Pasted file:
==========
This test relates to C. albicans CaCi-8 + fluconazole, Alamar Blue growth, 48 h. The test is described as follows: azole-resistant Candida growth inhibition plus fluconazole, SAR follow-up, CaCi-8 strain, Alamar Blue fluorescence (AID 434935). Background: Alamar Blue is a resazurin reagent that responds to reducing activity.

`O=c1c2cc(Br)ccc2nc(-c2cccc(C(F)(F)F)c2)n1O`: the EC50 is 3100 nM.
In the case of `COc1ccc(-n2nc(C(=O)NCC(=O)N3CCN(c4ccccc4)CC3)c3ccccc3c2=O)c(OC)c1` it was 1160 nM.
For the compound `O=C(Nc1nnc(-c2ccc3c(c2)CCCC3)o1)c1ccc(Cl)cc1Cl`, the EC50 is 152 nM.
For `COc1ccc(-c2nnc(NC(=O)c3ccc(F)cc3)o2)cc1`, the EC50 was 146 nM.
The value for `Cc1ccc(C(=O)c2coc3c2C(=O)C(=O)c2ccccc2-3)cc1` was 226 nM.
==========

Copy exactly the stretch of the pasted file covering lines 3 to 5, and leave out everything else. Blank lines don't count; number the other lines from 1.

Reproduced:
In the case of `COc1ccc(-n2nc(C(=O)NCC(=O)N3CCN(c4ccccc4)CC3)c3ccccc3c2=O)c(OC)c1` it was 1160 nM.
For the compound `O=C(Nc1nnc(-c2ccc3c(c2)CCCC3)o1)c1ccc(Cl)cc1Cl`, the EC50 is 152 nM.
For `COc1ccc(-c2nnc(NC(=O)c3ccc(F)cc3)o2)cc1`, the EC50 was 146 nM.